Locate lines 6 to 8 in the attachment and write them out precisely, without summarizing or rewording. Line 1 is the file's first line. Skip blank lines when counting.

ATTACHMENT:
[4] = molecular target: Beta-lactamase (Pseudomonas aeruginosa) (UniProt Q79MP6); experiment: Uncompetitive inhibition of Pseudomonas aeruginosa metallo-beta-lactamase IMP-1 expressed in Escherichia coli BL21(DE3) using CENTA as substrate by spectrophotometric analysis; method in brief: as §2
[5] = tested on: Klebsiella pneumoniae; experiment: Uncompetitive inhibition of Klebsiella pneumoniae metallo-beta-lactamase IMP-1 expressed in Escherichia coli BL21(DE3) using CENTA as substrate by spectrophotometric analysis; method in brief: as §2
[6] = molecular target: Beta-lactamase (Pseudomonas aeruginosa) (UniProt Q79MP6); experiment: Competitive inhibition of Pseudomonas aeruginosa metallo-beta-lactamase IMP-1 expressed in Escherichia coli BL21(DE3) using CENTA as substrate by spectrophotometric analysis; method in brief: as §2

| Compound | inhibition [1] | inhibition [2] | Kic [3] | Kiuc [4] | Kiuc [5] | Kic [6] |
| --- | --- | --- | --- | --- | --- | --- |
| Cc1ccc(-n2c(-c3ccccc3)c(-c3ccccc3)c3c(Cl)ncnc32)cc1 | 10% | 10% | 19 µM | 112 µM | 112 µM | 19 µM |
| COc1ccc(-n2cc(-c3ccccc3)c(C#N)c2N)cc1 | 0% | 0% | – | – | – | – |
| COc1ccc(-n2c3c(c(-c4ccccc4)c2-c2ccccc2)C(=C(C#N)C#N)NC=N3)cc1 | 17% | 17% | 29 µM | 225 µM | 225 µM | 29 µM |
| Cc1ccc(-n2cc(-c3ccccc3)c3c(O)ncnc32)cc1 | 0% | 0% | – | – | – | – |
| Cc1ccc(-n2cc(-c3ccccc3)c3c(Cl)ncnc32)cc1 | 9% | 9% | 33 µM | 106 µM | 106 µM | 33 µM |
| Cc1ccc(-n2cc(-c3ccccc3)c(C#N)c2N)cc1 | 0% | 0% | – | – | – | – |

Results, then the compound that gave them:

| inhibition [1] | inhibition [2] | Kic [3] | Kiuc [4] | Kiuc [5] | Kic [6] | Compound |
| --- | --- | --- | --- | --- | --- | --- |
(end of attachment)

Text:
| Cc1ccc(-n2c(-c3ccccc3)c(-c3ccccc3)c3c(Cl)ncnc32)cc1 | 10% | 10% | 19 µM | 112 µM | 112 µM | 19 µM |
| COc1ccc(-n2cc(-c3ccccc3)c(C#N)c2N)cc1 | 0% | 0% | – | – | – | – |
| COc1ccc(-n2c3c(c(-c4ccccc4)c2-c2ccccc2)C(=C(C#N)C#N)NC=N3)cc1 | 17% | 17% | 29 µM | 225 µM | 225 µM | 29 µM |